Sample Spoliation Letter in Truck Accident Case

Below is an example of a spoliation letter written in a truck accident case. What you want to ask for in a particular case depends on the case. If you are not sure what the case calls for, ask for everything even it is not applicable to the case.

This letter puts defendants on notice of a potential claim and underscores their obligation to not destroy any potentially relevant evidence. There is a preexisting obligation to not destroy, alter, or conceal evidence. But this letter gives you additional ammunition to seek relief from the court if evidence is destroyed, usually in the form of evidentiary assumptions for the jury.

It is crucial to send this letter as soon as possible. Judges are making an equitable call as to whether to give the jury a spoliation instruction so it is important make the case against the destructor as strong as possible.

August 20, 2020

Via Certified Mail
Franklin & Prokopik, P.C.
Andrew T. Stephenson, Esq.
Two North Charles Street, Suite 600
Baltimore, Maryland 21201

Our Client: Joe Smith
Date of Loss: October 10, 2017
Location of Loss: I-95 (Baltimore, MD)
Your Clients: Baltimore Trucking & Kevin Smith

Preservation of Evidence/ Spoliation Notice

Dear Andrew:

As you know, Laura Zois and I are representing Joe Smith concerning the above-referenced incident.

As you have anticipated, we wish to arrange an inspection of your clients’ tractor and two trailers. I understand you will be sending us photographs of the vehicles. I would appreciate if you would send me any identifying information relating to the other drivers/vehicles involved in the crash.

Additionally, I am writing to make certain that Bate’s Trucking Company preserves any and all physical evidence related to this incident. This includes, but is not limited to the truck itself. We would like to schedule a time to have our expert examine the vehicle involved in this loss and are asking that this equipment is preserved until an inspection can take place. We also ask that any and all electronic data be made available for download by our expert at an agreed upon date and time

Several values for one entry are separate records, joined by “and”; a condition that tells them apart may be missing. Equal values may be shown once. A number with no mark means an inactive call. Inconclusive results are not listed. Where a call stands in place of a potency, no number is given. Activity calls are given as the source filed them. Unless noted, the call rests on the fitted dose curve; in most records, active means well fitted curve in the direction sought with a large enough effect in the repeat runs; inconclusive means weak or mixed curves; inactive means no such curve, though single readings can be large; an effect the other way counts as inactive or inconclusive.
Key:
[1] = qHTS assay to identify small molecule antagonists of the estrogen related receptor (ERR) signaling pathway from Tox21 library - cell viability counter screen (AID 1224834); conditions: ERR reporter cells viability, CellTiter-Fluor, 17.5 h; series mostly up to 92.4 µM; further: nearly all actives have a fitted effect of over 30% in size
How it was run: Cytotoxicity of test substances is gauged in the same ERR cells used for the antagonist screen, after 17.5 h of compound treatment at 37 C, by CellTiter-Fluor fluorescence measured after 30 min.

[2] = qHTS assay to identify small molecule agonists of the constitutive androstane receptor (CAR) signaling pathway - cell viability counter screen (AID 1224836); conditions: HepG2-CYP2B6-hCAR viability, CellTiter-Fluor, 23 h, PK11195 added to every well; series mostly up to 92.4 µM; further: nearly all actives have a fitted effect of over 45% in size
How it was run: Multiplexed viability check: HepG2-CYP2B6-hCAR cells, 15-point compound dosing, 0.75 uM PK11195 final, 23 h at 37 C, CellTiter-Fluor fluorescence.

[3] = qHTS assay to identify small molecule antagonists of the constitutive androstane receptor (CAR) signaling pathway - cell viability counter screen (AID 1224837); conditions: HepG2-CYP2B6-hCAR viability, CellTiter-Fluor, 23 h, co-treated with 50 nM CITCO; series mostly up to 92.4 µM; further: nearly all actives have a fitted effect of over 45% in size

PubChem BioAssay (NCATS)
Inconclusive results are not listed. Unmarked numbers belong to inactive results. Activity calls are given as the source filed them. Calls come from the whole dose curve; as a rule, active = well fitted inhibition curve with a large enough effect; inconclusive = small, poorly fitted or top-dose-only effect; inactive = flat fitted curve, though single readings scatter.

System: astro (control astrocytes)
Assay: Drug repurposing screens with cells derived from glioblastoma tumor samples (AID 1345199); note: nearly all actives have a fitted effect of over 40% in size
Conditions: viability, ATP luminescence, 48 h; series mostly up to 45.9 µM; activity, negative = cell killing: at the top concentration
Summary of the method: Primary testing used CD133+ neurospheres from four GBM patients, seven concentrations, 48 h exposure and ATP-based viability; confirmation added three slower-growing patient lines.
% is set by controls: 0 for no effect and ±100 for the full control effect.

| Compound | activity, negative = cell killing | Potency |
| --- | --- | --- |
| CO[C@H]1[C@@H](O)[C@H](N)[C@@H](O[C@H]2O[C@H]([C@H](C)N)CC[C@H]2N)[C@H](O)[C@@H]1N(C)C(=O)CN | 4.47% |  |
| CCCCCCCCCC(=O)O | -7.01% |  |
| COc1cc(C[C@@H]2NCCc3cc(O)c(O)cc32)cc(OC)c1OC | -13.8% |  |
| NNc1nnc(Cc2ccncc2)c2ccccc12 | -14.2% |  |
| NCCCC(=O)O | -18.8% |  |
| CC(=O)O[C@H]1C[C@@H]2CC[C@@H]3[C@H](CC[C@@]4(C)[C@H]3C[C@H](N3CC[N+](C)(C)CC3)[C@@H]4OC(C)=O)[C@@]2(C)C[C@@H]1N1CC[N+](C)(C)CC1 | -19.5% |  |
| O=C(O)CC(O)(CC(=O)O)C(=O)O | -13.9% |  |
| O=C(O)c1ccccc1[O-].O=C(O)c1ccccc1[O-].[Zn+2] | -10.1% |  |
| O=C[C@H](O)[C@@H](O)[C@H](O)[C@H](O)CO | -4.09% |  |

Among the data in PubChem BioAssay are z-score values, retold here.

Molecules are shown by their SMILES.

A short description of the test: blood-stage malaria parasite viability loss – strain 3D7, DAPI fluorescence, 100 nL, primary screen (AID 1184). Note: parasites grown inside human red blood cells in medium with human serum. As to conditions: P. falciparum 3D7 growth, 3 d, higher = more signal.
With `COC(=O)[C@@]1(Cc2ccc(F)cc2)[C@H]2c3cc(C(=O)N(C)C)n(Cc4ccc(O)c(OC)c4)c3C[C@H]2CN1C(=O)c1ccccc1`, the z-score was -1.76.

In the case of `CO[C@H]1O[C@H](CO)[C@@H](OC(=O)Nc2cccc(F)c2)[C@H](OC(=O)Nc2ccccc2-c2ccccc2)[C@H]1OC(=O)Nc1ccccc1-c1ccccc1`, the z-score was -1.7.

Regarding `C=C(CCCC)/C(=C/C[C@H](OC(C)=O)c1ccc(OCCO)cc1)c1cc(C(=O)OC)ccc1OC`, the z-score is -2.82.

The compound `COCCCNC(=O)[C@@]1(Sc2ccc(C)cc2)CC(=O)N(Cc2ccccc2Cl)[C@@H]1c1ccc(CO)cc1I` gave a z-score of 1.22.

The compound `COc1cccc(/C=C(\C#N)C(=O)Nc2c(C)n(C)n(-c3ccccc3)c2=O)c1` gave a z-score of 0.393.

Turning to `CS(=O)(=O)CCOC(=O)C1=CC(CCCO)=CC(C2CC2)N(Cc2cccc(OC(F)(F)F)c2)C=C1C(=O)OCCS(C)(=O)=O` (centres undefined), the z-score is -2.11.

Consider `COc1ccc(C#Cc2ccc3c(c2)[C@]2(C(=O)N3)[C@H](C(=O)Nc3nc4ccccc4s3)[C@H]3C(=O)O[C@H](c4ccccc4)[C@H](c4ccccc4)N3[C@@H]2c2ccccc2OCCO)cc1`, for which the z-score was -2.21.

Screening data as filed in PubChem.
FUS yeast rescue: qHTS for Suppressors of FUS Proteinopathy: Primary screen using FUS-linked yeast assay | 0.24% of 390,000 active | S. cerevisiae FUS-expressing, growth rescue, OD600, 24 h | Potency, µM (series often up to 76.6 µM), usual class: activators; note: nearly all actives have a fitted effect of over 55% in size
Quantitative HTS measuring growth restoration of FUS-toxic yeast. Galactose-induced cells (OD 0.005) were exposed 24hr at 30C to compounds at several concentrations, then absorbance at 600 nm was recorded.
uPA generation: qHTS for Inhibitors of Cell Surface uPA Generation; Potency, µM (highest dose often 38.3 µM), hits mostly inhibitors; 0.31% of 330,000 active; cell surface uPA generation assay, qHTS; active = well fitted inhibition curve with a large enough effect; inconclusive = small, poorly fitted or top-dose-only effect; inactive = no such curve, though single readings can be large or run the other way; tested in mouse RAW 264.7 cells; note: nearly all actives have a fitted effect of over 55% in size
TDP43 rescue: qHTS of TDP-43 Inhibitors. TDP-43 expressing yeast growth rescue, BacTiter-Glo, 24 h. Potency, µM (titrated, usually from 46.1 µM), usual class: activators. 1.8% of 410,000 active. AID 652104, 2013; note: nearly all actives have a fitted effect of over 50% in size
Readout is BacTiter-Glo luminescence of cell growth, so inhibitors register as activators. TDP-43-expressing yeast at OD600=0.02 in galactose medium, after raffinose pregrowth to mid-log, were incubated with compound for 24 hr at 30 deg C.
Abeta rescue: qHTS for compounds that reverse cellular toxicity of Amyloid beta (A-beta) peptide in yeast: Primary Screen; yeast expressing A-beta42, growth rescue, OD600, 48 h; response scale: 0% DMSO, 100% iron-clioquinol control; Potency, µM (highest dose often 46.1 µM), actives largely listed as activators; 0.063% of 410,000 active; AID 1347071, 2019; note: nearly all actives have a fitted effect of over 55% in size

Please preserve any cell phones, cell phone data, written materials such as witness statements, log books, service time records, dispatch records, maintenance records, accident reporting records, driver hiring and employment records relative to the employees involved, any electronic data such as ECM, PCM or GPS data; any video or audio recordings, as well as any data relating to the use of any cell phones or other communication devices.

Please do not dispose of any of this material, as I expect that it will be both discoverable and admissible in any litigation that may arise out of this claim. Failure to preserve this material will result in a request for a spoliation instruction at any trial in this matter and may ultimately be considered by a court as an attempt to destroy evidence.

I look forward to hearing from you.
Very truly yours,
Ronald V. Miller, Jr.

Additional Thoughts on Spoliations Letters

  • Some truck accident lawyers try to slip in as much technical mumbo-jumbo into these letters to impress the trucking company or opposing counsel to show just how much they know about truck accident cases. We think all it really shows is that you have mastered cut and paste in Microsoft Word. You impress the other side in discovery and at trial, not with your five-page spoilation letter.
  • You often begin by sending a spoliation letter to the possible defendants with the idea that they will pass the letter along to their truck accident attorney. In Maryland, it is sometimes pretty easy to figure out who the defense lawyer in the case is by asking the lawyer you believe handles cases for that defendant. There is a handful of defense attorneys that specialize in truck accident cases. If so, notifying that attorney is the same thing as notifying the defendant.